1. He’s saying the same thing he’s said all year: the car changes its handling drastically throughout the race as tyres wear and fuel loads change. Ferrari is 2nd and 3rd on average qualifying positions. The car isn’t slow, it’s just not behaving the same way throughout the race, which is obviously a problem.

        And yes, Ferrari does need its drivers to make a step in their performance. Leclerc needs his ‘Verstappen 2018’ moment, and the sooner the better. I’m not sure Sainz can just ‘be faster’, so maybe it is indeed time for a new driver.

        1. You just know that if Alonso drove one of those Ferraris, he would be further up the standing than either of their current drivers. It just seems inevitable. Alonso’s been driving for 2 decades, and you really rarely see him throw away points with dumb mistakes, whether it’s the points for 5th place or for a win.

          1. i disagree alonso would be out of ferrari and he was always vocal about them. as for charles he only made mistakes in australia and miami. again in australia there was a pit communication issue due to which he couldn’t complete 2nd q3 lap to qualify better. so only miami was his mistake but again if alonso or someone else was in the car now do you know they wouldn’t have made mistake trying to push the limits? it is easy to blame drivers with rose tinted glasses but reality is every car is different and even top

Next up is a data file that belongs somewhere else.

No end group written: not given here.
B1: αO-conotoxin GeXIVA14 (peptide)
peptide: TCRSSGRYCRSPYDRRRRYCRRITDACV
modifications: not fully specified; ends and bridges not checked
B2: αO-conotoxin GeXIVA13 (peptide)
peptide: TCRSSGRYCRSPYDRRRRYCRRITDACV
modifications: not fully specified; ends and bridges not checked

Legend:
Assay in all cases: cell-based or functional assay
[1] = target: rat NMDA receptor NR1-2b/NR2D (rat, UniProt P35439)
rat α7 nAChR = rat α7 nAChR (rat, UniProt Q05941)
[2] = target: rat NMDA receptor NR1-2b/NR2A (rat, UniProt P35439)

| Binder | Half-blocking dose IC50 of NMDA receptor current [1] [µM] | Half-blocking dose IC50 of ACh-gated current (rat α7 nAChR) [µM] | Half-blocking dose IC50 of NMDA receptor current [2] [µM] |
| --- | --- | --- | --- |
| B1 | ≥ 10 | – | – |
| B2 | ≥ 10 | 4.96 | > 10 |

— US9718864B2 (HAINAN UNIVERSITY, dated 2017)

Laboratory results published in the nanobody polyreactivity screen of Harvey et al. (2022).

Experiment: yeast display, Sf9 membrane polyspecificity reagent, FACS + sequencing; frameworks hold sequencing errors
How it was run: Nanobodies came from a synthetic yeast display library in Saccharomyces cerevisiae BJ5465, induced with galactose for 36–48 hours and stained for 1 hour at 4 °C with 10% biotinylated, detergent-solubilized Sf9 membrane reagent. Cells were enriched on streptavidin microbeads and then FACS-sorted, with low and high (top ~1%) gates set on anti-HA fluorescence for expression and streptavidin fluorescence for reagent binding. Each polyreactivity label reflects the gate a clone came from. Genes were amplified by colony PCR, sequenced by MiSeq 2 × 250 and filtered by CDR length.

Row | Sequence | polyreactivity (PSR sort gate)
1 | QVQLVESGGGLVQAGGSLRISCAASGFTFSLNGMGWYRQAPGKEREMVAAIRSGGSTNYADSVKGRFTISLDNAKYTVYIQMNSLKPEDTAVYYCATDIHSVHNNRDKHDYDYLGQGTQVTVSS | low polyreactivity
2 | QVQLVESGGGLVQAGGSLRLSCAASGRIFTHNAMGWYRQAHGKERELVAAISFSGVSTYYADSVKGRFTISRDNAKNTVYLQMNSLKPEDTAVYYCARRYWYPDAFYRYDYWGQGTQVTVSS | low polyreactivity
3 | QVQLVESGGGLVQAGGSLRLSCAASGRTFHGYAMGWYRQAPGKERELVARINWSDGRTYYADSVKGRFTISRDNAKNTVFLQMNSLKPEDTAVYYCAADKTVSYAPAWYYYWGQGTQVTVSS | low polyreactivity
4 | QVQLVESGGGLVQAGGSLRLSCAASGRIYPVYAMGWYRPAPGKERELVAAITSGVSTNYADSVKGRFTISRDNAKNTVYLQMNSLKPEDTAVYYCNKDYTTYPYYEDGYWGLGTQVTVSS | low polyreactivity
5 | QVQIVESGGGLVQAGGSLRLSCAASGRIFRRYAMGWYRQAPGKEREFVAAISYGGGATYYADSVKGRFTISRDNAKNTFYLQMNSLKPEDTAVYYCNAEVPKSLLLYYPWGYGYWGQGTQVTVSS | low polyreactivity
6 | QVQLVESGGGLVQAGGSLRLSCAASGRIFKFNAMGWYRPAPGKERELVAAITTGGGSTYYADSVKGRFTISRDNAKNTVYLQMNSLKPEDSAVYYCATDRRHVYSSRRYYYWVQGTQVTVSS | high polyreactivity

driver in a bad inconsistent car can do so much

          2. Alonso is a great driver, of that there is no doubt. But he’s also a bit of a pr genius and masterful at putting himself in the underdog position and as somehow doing unreasonably well in supposedly average cars. But when he had the car, he didn’t always deliver; be it in 2007, in 2010, or even in 2012 which was arguably his most impressive season.

    7. I don’t think there’s any doubt that the cars and drivers have the pace for poles and wins. The issue is the support and especially strategy. The drivers can’t really do much without a decent strategy and right now they’re not getting it.

    8. To say that the pace was not there in Monaco, I think it’s a bit harsh with us. We were in position to fight for the pole position. And starting from the pole, I think that the win was possible.

      Monaco is a race track where pace is less important than position, but position at the start of the race is dictated by pace. If Max got Pole Position it was very probable he’d win unless he or the team blundered, so a good lap time and no penalties was essential for Ferrari. When you look at Ferrari’s penalty there was more they could have done to avoid being penalised. The point here is even the slowest car on the track can be the source of a penalty if that car is on a hot lap, which leaves us wondering why more care wasn’t taken in regards to warning their drivers to avoid impeding other drivers.
      Ferrari should pay less attention to Red Bull and more attention to Mercedes and Aston Martin because they are just ahead of Ferrari on the World Constructors’ Championship table.